The gym is fantastic for our bodies. It helps us get lean, strong and feel great. But for our hair? Not so much. When I went for my six-week month haircut recently, I picked the brain of my stylist, Megan Patterson of Robert Jeffrey Salon in Lakeview for some tips to protecting my locks despite my daily trips to the gym.
Wash your hair less often
“The biggest issue I see with people who work out all the time is that their hair is often dry,” according to Patterson. “Especially if they wash their hair every time they work out, it gets incredibly dry. This is true even more for people who dye their hair. Try using dry shampoo instead of washing it if your can,” suggests Patterson. On days that you’re not working out, or have a less sweaty workout, try skipping the shampoo and just use conditioner.
Of course, there is a ton of variation in how often your hair can be washed based on your hair type. My fine hair tends to get greasy a lot quicker than people I know with thicker, coarser hair, so washing it every day has a different impact than it would on someone with a different hair type. If you just sweat too much to not wash your hair, or have hair that needs to be washed every day naturally (pointing fingers at myself on both counts!), it’s not the end of the world.
“Washing it every day is not necessarily that bad,” says Patterson. “Instead of washing all of your hair, focus on washing your roots and skip rubbing shampoo through the ends. As the water runs through your hair, it will pick up dirt and sweat on the ends, but by not scrubbing the ends with shampoo you’ll avoid drying them out. Then, focus the conditioner on your ends and not your scalp. In addition to adding moisture back in, the conditioner will actually wash your hair.” For added dryness protection, look for shampoos that are sulfate-free, which tend to dry the hair out less. Although these are sometimes more expensive shampoos, one, less expensive option is the L’Oreal EverPure shampoo. Look for your options in the “salon” section of the shampoo aisle.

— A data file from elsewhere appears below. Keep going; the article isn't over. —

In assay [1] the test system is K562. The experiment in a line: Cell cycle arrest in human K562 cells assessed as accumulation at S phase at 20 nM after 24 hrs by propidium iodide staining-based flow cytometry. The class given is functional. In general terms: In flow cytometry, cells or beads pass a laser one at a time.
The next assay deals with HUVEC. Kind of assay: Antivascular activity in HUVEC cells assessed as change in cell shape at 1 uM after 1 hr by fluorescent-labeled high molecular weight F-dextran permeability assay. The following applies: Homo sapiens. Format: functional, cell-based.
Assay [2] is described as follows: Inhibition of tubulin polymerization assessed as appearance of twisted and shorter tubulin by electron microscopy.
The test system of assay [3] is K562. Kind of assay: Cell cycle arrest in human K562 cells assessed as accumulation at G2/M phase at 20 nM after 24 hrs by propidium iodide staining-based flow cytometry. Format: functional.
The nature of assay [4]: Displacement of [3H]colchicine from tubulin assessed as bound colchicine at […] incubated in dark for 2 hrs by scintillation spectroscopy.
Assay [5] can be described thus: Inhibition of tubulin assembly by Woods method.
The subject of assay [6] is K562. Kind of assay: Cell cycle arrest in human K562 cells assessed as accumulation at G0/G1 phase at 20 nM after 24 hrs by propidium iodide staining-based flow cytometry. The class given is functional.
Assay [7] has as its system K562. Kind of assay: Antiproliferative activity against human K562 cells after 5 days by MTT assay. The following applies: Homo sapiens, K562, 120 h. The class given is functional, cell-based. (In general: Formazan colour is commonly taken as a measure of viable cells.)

Try a loose hairstyle, like a French braid
“Another problem I see for people who work out a lot is that they have breakage around their face and down low near the nape of their neck,” adds Patterson. “I always see people working out and they have this messy, crazy bun on top of their head and I just think, ‘No!’ Or you see those really tight ponytails. These hairstyles, which are tight and high on the head, cause damage. French braiding is the best way to go to prevent breakage while keeping your hair out of the way at the gym. But if you’re going to wear a bun, choose something looser instead of pulling your hair so tight.” I’ve tried to take her advice, opting for a French braid for the last year or so at the gym, and she noticed that my hair grew much more quickly than in the past.
In addition to choosing a hairstyle that is less prone to inducing breakage, Patterson encourages thinking carefully when choosing your hair tie, “When choosing a hair tie, choose something soft.” There are lots of options on the market now, like the ribbon style hair ties, which are less likely to rip your hair out when it’s pulled back, and are a lot nicer looking on your wrist.
Pamper your hair while you work out.
Patterson suggests using product to add extra protection while you’re working out, “Try putting a serum or leave-in conditioner in your hair just before you work out. You can even just rub in regular conditioner from mid-strand to ends, and then French braid it. The conditioner will help hold in the braid, plus you’re conditioning and treating your hair while you’re working out.”
Have you noticed damage to your hair from the gym? What has helped you to protect your locks when you’re working out?